So the Kimballs and Viola took corporate jobs and bought stock with their earnings. Jim Kimball did sales for a petrochemical company; Renée worked for engineering and energy firms; and Viola sold advertising and electrical supplies. In seven years they rolled up $450,000, and they hit the ejector button right before the market slammed into a wall. Meanwhile, they researched potential locations. "We wanted something off the beaten path, still in its natural state," says Jim. "We would study the atlas, then go to chart stores and buy marine charts from the British Admiralty or the U.S. Navy." On vacations they scouted locations in person, starting in the Bahamas, proceeding around the Gulf of Mexico, then heading down into Central America. "Going counterclockwise, Panama was the last stop," says Jim.
In October 1999, Jim and Jay touched down in Bocas del Toro, a dusty, funky former outpost of the United Fruit Company on the Caribbean Sea. An hour's flight from Panama City, Bocas is the clasp in a necklace of 68 tropical islands whose natural endowments provoke paroxysms of travel-writing-ese: secluded lagoons, gaudy coral reefs, flora and fauna decked out in a Crayola box of colors. That year the rainy season wasn't living up to its name; when the partners arrived, the weather was glorious and the tuna abundant. (Fish stocks, the entrepreneurs soon learned, vary with the season, so they tweaked their business model to eco-tourism.) There was an airport for bringing in customers. Land was cheap. And a law in Costa Rica requiring noncitizen retirees to leave the country for 72 hours every three months guaranteed wavelets of visitors lapping constantly at the shore.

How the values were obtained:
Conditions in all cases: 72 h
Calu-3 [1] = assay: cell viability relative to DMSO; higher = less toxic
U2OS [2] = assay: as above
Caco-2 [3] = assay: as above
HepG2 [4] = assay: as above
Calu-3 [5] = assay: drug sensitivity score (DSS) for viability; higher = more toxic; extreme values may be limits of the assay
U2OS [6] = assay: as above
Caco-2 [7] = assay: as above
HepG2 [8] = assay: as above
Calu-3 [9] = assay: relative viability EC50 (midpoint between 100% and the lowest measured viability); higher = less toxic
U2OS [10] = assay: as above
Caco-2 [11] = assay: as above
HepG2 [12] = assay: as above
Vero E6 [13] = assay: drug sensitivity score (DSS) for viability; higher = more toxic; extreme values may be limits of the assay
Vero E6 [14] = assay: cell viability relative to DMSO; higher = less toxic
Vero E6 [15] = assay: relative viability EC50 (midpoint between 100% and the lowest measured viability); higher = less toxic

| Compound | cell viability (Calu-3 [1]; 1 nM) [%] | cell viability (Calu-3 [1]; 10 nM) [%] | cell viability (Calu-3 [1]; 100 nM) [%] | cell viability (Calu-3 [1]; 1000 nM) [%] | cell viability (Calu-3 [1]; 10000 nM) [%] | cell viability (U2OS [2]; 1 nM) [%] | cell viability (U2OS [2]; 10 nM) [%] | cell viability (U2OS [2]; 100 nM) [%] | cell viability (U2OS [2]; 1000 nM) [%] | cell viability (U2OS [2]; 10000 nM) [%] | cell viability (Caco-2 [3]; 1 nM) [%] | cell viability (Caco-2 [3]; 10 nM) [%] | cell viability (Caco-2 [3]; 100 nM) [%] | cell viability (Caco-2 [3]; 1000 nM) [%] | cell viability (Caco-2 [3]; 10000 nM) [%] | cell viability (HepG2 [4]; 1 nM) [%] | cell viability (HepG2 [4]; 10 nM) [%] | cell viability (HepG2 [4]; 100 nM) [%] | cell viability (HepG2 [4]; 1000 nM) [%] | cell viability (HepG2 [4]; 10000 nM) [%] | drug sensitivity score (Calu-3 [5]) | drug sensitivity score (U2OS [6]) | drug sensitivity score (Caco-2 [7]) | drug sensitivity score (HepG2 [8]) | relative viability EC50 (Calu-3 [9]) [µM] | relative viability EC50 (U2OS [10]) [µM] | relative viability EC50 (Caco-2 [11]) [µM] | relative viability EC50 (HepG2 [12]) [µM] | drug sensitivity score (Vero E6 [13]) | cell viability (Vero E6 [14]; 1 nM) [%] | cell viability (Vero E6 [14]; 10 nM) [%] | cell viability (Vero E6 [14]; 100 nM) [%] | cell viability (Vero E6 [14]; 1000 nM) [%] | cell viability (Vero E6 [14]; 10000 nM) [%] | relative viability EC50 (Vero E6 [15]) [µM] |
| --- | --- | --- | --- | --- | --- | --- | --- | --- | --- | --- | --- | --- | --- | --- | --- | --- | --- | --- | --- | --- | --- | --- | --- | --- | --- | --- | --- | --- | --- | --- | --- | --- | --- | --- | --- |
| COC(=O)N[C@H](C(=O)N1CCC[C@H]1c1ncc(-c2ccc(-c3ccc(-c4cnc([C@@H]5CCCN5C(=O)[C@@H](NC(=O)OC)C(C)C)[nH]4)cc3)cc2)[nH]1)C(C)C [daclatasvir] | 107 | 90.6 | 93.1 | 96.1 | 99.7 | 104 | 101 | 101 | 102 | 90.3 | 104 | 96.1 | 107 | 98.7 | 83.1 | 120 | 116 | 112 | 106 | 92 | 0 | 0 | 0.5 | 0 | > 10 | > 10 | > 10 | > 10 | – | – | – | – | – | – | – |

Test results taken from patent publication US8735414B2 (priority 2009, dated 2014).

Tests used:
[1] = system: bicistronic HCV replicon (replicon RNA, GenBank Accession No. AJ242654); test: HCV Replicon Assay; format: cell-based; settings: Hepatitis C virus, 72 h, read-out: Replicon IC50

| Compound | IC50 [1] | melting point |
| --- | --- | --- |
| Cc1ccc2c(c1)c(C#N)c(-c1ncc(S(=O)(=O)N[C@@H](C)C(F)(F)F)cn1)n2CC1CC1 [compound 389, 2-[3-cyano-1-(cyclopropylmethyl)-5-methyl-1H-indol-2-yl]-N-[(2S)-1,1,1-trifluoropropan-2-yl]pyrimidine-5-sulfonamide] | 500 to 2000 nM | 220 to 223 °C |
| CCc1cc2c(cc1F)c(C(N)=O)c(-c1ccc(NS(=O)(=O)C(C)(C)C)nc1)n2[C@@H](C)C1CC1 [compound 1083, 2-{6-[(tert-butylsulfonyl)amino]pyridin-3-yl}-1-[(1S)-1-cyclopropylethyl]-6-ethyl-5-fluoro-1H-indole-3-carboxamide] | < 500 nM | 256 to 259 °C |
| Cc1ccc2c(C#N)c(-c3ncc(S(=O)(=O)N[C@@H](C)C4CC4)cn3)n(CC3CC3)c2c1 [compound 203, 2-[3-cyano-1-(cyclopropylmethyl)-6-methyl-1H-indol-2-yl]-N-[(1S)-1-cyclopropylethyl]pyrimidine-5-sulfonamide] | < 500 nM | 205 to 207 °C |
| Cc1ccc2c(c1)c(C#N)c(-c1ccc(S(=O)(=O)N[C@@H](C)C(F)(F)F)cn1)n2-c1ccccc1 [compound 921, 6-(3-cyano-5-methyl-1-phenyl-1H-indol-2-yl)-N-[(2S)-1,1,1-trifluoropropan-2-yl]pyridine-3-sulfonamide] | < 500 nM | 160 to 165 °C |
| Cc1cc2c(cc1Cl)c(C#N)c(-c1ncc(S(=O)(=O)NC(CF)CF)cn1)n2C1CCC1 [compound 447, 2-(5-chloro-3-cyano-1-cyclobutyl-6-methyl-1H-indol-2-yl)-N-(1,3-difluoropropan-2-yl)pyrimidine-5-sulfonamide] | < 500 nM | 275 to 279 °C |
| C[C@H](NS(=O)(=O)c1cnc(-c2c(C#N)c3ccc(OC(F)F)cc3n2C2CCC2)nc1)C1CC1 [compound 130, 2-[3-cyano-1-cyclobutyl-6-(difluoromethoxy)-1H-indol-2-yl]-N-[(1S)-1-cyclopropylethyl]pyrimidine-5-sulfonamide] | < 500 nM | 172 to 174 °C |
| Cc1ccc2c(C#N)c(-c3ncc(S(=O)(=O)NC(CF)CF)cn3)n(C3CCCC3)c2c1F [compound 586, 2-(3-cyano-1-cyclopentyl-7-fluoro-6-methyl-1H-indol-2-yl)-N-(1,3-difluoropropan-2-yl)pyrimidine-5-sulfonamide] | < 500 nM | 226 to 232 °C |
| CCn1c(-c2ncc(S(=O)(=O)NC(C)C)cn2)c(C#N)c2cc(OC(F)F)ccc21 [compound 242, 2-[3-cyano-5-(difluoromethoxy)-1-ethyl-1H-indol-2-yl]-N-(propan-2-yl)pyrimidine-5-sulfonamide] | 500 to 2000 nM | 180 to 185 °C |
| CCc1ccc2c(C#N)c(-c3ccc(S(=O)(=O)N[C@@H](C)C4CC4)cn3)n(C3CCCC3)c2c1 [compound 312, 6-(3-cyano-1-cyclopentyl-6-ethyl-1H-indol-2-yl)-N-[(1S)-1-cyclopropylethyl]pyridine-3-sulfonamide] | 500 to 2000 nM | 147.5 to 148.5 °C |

The partners agreed: Panama was it. They flew home to discuss who would quit his job first. Renée Kimball had always intended to remain in Houston while the resort was under construction, diverting most of her substantial salary to the business. "We decided it would be easier for me, because I had been at the same company for nine years, and if things didn't work out, I could put my tail between my legs and come back," says Jim. In December, he moved down to Bocas del Toro.
For 10 days, Kimball cruised the Caribbean coastline in a small skiff. When an island looked promising, he would wade to it through the mangrove flats. On December 7, he landed on Bastimentos and began whacking his way with a machete through brush as high as 15 feet. Mud sucked at his boots; clouds of black midges floated above mats of dead vegetation. But the land had previously been farmed, so the biggest trees were already felled. The island bordered a national marine park. And although the brush was impenetrable, Kimball could tell from the elevation that the ocean views would be spectacular.
The land was owned by Simon Pitterson, a 60-year-old farmer who lived in a shack on the island's other side. It happened that Kimball's guide wanted to buy a pig from Pitterson's brother, so the guide arranged a visit. Kimball asked Pitterson for a price on the land; the farmer quoted him $15,000 for 18.5 acres. "It took everything I had to show no emotion," Kimball wrote in an e-mail to Renée. "I sat there and acted like I was really thinking about it. Then I told him that I would take it and we shook hands on the deal. On the entire ride home I couldn't believe what had happened. There was a feeling of relief as well as a feeling of nervousness.